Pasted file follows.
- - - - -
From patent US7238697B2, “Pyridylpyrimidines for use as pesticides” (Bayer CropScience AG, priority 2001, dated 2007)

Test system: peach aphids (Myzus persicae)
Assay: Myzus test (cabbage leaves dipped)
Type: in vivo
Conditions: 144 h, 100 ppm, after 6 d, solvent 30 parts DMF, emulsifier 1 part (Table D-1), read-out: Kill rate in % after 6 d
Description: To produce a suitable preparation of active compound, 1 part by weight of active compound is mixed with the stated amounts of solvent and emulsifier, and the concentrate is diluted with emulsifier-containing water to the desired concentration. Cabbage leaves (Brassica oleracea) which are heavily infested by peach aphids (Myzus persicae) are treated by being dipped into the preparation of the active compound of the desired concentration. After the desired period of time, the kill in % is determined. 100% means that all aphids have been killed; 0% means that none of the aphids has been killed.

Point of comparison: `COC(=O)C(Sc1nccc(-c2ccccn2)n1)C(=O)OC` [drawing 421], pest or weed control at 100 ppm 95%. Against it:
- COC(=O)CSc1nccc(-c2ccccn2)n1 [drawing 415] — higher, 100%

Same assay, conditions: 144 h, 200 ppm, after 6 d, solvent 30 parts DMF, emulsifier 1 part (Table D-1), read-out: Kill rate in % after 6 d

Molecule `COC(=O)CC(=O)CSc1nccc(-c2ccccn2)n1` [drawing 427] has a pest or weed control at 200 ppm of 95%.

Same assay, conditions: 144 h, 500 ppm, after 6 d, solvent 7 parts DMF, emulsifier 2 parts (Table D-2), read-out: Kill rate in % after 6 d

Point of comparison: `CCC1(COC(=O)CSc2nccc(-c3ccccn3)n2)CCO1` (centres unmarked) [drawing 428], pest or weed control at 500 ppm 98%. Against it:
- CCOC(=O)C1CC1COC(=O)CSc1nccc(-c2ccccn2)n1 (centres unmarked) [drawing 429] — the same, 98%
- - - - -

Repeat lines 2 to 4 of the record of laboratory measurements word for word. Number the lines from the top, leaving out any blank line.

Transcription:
Test system: peach aphids (Myzus persicae)
Assay: Myzus test (cabbage leaves dipped)
Type: in vivo